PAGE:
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Brazil and the IMF
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The IMF Executive Board on February 11, 1998 concluded the 1997 Article IV consultation1 with Brazil.
In 1997 Brazil continued to reduce its inflation rate to under 5 percent, reflecting a moderation in labor costs and import prices, as well as a good harvest. Real GDP grew by an estimated 3.0 percent, compared with 2.9 percent in 1996. Growth was led by domestic demand, especially investment. The trade deficit widened, albeit at a declining rate as the year progressed, reflecting a sharp increase in imports. Manufactured exports recovered significantly, however, in the second half of the year. The rise in the trade deficit, together with a deterioration in net service payments, contributed to an increase of the external current account deficit to US$33.4 billion in 1997 (4.2 percent of GDP) from US$24 billion in 1996 (3.2 percent of GDP). More than half of the current account deficit was financed by foreign direct investment, which increased strongly in 1997, partly as a result of the privatization program. In 1997 as a whole, international reserves declined by about US$8 billion (all of which occurred during the financial market turmoil in late October) to a level of about US$52 billion, equivalent to 8.2 months of imports of goods and nonfactor services. Reserves have subsequently recovered to about US$58 billion by end-February 1998.
Preliminary financing data indicate that the overall fiscal position, as measured by the public sector borrowing requirement, which remained at 5.9 percent of GDP, was essentially unchanged in 1997. The primary deficit, however, increased from 0.1 percent of GDP in 1996 to 0.7 percent of GDP in 1997. This result reflects mainly the outturn for the social security and increased spending by the states (partly to eliminate arrears or contingent liabilities) financed by large privatization receipts. Monetary policy remained cautious. In April 1997, the central bank departed from the policy of gradually reducing interest rates in line with the decline in inflation, leaving its basic intervention rate unchanged at 20.7 percent until the end of October. The authorities allowed the real to depreciate within the exchange rate band by about 0.6 percent a month against the U.S. dollar, more than the inflation differential between the two countries.
In late October 1997, Brazil’s currency came under pressure following the turmoil in financial markets in Asia. The authorities reacted swiftly by doubling the central bank intervention interest rate on October 30, 1997 to 43 percent, and on November 10, 1997 announced the adoption of a comprehensive fiscal package equivalent to about 2½ percent of GDP. These actions were instrumental in improving market expectations, and promoting a reflow of capital and the substantial recovery of international reserves to date in 1998. The reestablishment of calm in financial markets has allowed a sizable reduction (over 15 percentage points at an annual rate) of interest rates in the last couple of months.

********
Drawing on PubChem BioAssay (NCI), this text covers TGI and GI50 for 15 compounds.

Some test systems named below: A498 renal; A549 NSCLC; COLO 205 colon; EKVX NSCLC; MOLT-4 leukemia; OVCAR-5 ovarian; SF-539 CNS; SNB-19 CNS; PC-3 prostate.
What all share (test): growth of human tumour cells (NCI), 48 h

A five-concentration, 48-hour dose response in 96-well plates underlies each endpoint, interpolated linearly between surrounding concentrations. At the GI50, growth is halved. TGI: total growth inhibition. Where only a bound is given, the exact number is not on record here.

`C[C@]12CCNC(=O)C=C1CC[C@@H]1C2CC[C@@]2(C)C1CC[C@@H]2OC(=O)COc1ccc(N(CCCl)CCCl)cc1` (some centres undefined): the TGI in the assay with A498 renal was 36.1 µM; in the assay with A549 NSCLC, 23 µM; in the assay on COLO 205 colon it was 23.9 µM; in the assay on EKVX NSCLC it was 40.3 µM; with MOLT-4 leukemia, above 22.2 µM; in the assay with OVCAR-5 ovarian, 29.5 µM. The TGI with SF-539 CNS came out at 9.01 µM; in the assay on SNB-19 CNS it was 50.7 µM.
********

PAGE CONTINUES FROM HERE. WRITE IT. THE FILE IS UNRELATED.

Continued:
Executive Board Assessment
Directors commended the authorities for their quick and decisive policy response to the strong pressures on the real in late October, noting that those actions—the doubling of interest rates and the quick passage of a strong fiscal package—had played an important role in limiting the contagion effects from the Asian turmoil in Brazil and the rest of Latin America. Directors stressed that the steady implementation of the fiscal adjustment measures, the early passage of the pending structural fiscal reforms, and prudent monetary policy would be essential to ensure a sustained reduction of the current account deficit, minimize Brazil’s vulnerability to the continuing volatility in international financial markets, and realize its full economic potential.
Directors noted that Brazil’s economy had continued to perform well in 1997, with per capita real GDP showing significant growth for the fifth consecutive year, and consumer price inflation falling to under 5 percent. They also noted the progress made in strengthening the financial system and in accelerating the privatization program. However, they noted that the external accounts had continued to deteriorate, albeit at a decelerating pace as the year had progressed.
While Directors were encouraged by the recovery of manufactured exports, strong growth of direct investment in 1997, and by the prospect of a further decline in the current account deficit in 1998, they noted that those projected improvements in the external accounts were predicated on a stable international environment and sustained export growth and, therefore, developments would need to be carefully monitored. In view of Brazil’s high level of external debt and debt service in relation to exports, Directors stressed the importance of securingfurther reductions of the current account deficit in subsequent years, through a sustained improvement in competitiveness and further growth and diversification of exports.
Directors generally supported the authorities’ policy of seeking a gradual depreciation of the real exchange rate within the current band system, taking into account productivity developments. Most Directors felt that, in the present unsettled market conditions, any significant modification of exchange rate policies could be misinterpreted and could lead to a loss of confidence.
Noting the recent reduction of maturities of new public debt and the increase in the share of domestic public debt with a foreign exchange guarantee, Directors urged the authorities to step up their efforts to revert soon to the earlier trends toward lengthening the average maturities of debt and reducing the share of foreign exchange indexed debt.
Directors noted that the implementation of the authorities’ fiscal policy package as envisaged, together with the use of most of the privatization receipts for debt reduction, would facilitate a decline in the overall public sector deficit and debt and, therefore, a further sustained reduction in interest rates during the course of the year. Directors stressed the importance of fiscal consolidation as a means of continuing to raise domestic savings. They also emphasized the importance of resisting spending pressures that might arise during a year of general elections, and welcomed the authorities’ readiness to adopt additional measures if needed.